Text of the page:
JT: In 1960 as head coach at Bossier (Louisiana) High you set a state record with 41 wins, the last of which was a five-point win over De La Salle in the state title game. How big a deal was it to beat the three-time defending state champions, and what did it mean to you to win the title?

JM: De La Salle had won it several times: the New Orleans schools always had the best athletes. I was fortunate to coach there for six years as well as be the assistant principal. We had a fantastic team and good talent. It was a real shot in the arm for this area. They still write about it even today!

JT: Your son Mike was an All-American player at Louisiana Tech who scored over 2,000 career points and is the current coach at Northwestern State. What made him such a great scorer, and why did he decide to go into coaching?

JM: My two other boys also played basketball but Mike was a tremendous competitor. I will take a little credit for all three of them. I told them to devote the time it takes to become a good player. Mike had decided to go to Louisiana Tech and was later drafted by Chicago. I retired because Mike wanted to become a coach and I did not think it was fair for him to get a job while I was in the administration. He works with his kids to be the best they can on the court but also graduate and make a living. I have spent the past 25 years as chairman of a bank.

JT: Your brothers George and Leslie and grandchildren Michael and Logan also played at Northwestern State. How much is your family revered on campus, and do you hope the next generation follows in all of your footsteps?

JM: My older brother was the one who helped me get started there and George was a great all-conference player as well. It means a lot to us that Mike is there as coach. He has a lot of people pulling for him. My grandchildren were smaller point guards but were very knowledgeable. Logan ended up buying the house behind us so I get to see him every day.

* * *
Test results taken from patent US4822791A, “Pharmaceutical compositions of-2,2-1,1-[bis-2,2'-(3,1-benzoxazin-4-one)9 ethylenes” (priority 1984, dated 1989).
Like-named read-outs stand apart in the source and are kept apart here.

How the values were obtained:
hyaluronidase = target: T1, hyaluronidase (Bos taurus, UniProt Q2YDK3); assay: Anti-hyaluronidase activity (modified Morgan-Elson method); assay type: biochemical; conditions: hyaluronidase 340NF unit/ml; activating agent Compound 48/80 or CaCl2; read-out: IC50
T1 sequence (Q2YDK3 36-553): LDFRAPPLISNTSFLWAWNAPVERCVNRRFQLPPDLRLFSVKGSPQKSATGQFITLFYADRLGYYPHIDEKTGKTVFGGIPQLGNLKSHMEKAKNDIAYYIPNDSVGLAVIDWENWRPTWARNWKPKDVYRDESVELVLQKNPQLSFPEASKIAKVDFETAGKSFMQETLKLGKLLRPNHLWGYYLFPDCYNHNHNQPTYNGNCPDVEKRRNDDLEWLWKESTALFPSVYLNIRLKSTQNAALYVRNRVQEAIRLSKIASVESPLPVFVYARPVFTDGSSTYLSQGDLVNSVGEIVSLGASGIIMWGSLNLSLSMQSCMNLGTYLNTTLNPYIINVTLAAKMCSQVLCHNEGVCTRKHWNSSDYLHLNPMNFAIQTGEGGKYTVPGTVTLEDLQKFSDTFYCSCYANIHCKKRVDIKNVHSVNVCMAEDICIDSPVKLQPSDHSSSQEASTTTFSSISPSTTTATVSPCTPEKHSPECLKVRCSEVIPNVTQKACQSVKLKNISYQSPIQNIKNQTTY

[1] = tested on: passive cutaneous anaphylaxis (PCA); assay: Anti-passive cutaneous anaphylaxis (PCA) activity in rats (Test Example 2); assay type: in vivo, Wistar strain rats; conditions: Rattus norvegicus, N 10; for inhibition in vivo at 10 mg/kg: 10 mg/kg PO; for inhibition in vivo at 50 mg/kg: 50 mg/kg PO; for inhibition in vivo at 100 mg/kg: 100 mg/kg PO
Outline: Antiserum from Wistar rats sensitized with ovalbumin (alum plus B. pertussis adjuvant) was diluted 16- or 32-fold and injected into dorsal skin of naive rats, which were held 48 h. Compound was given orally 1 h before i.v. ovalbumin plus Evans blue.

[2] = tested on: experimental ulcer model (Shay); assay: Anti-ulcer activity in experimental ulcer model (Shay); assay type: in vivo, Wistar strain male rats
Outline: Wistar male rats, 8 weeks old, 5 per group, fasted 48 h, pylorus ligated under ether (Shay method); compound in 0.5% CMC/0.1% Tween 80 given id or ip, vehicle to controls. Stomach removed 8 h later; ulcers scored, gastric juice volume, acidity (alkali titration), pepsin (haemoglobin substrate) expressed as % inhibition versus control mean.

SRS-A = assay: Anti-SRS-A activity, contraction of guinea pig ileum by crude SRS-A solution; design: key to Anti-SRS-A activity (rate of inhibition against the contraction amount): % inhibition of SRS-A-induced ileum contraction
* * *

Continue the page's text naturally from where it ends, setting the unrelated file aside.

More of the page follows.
JT: Your #14 jersey hangs in the rafters of the Prather Coliseum. Where does that rank among the highlights of your career?

JM: We have only had three All-Americans in school history so there were not a lot to pick from! I am proud of it.

JT: When people look back on your career, how do you want to be remembered the most?

JM: I was less than forthright but gave the best I had. I really paid a price to get to play and Coach Prather was extremely pleased with the way I developed.

John is also on Jon's list of best pro players in Southland history.

Central Arkansas: Scottie Pippen (1988)
Lamar: Clarence Kea (1981)
McNeese State: Joe Dumars (1986)
Nicholls State: Gerard King (1999)
Northwestern State: John McConathy (1952)
SE Louisiana: NO ALUMNI IN ABA/NBA
Sam Houston State: Frank Gates (1950)
Stephen F. Austin: James Silas (1973)
Texas A&M C.C.: NO ALUMNI IN ABA/NBA
Texas State: Jeff Foster (2000)
UT Arlington: NO ALUMNI IN ABA/NBA
UTSA: Devin Brown (2003)